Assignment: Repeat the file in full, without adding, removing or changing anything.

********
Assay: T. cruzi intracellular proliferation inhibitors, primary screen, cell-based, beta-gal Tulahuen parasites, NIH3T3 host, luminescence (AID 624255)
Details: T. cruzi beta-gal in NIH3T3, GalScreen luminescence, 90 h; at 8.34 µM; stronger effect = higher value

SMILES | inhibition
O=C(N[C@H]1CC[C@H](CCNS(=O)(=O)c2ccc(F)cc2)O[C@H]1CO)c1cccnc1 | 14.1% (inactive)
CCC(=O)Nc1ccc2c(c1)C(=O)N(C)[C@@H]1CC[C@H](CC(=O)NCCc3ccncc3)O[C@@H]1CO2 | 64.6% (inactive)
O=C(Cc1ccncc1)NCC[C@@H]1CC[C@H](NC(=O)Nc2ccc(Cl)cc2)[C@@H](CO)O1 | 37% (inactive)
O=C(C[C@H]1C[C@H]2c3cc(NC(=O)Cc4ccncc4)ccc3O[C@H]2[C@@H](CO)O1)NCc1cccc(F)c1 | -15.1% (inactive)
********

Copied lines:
Assay: T. cruzi intracellular proliferation inhibitors, primary screen, cell-based, beta-gal Tulahuen parasites, NIH3T3 host, luminescence (AID 624255)
Details: T. cruzi beta-gal in NIH3T3, GalScreen luminescence, 90 h; at 8.34 µM; stronger effect = higher value

SMILES | inhibition
O=C(N[C@H]1CC[C@H](CCNS(=O)(=O)c2ccc(F)cc2)O[C@H]1CO)c1cccnc1 | 14.1% (inactive)
CCC(=O)Nc1ccc2c(c1)C(=O)N(C)[C@@H]1CC[C@H](CC(=O)NCCc3ccncc3)O[C@@H]1CO2 | 64.6% (inactive)
O=C(Cc1ccncc1)NCC[C@@H]1CC[C@H](NC(=O)Nc2ccc(Cl)cc2)[C@@H](CO)O1 | 37% (inactive)
O=C(C[C@H]1C[C@H]2c3cc(NC(=O)Cc4ccncc4)ccc3O[C@H]2[C@@H](CO)O1)NCc1cccc(F)c1 | -15.1% (inactive)